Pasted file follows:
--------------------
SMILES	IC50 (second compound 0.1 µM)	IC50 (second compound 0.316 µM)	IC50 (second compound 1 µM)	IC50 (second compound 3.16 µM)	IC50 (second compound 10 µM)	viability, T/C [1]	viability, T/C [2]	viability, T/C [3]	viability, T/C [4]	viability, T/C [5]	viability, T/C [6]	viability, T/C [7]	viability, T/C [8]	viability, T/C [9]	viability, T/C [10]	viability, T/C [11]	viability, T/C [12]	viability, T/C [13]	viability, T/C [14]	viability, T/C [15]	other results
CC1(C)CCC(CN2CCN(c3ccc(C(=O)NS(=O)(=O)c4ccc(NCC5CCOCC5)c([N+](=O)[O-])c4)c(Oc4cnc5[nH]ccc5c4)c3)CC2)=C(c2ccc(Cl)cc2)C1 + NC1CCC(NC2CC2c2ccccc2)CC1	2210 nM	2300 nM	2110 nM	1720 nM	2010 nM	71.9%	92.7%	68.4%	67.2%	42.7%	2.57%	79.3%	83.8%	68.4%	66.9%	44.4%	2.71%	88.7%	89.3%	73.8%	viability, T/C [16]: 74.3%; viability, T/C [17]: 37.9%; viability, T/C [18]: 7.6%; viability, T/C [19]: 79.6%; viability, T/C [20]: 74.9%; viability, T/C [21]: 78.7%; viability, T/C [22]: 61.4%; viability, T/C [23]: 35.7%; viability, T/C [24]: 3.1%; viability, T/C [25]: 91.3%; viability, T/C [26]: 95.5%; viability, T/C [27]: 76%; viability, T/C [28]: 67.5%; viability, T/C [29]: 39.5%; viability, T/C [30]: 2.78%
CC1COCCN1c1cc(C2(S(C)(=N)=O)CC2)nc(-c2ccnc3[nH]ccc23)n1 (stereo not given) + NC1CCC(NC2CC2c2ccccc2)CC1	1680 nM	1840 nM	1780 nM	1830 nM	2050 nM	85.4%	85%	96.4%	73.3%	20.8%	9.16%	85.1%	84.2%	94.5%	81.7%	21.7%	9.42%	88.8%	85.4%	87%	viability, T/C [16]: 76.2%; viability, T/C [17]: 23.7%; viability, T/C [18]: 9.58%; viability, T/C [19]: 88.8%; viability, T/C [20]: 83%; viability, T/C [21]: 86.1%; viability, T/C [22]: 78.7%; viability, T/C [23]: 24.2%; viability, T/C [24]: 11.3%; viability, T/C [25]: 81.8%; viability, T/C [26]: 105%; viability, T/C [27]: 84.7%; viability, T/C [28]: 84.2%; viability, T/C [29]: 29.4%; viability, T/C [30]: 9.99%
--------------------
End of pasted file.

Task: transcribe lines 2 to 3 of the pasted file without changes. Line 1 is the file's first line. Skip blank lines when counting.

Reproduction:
CC1(C)CCC(CN2CCN(c3ccc(C(=O)NS(=O)(=O)c4ccc(NCC5CCOCC5)c([N+](=O)[O-])c4)c(Oc4cnc5[nH]ccc5c4)c3)CC2)=C(c2ccc(Cl)cc2)C1 + NC1CCC(NC2CC2c2ccccc2)CC1	2210 nM	2300 nM	2110 nM	1720 nM	2010 nM	71.9%	92.7%	68.4%	67.2%	42.7%	2.57%	79.3%	83.8%	68.4%	66.9%	44.4%	2.71%	88.7%	89.3%	73.8%	viability, T/C [16]: 74.3%; viability, T/C [17]: 37.9%; viability, T/C [18]: 7.6%; viability, T/C [19]: 79.6%; viability, T/C [20]: 74.9%; viability, T/C [21]: 78.7%; viability, T/C [22]: 61.4%; viability, T/C [23]: 35.7%; viability, T/C [24]: 3.1%; viability, T/C [25]: 91.3%; viability, T/C [26]: 95.5%; viability, T/C [27]: 76%; viability, T/C [28]: 67.5%; viability, T/C [29]: 39.5%; viability, T/C [30]: 2.78%
CC1COCCN1c1cc(C2(S(C)(=N)=O)CC2)nc(-c2ccnc3[nH]ccc23)n1 (stereo not given) + NC1CCC(NC2CC2c2ccccc2)CC1	1680 nM	1840 nM	1780 nM	1830 nM	2050 nM	85.4%	85%	96.4%	73.3%	20.8%	9.16%	85.1%	84.2%	94.5%	81.7%	21.7%	9.42%	88.8%	85.4%	87%	viability, T/C [16]: 76.2%; viability, T/C [17]: 23.7%; viability, T/C [18]: 9.58%; viability, T/C [19]: 88.8%; viability, T/C [20]: 83%; viability, T/C [21]: 86.1%; viability, T/C [22]: 78.7%; viability, T/C [23]: 24.2%; viability, T/C [24]: 11.3%; viability, T/C [25]: 81.8%; viability, T/C [26]: 105%; viability, T/C [27]: 84.7%; viability, T/C [28]: 84.2%; viability, T/C [29]: 29.4%; viability, T/C [30]: 9.99%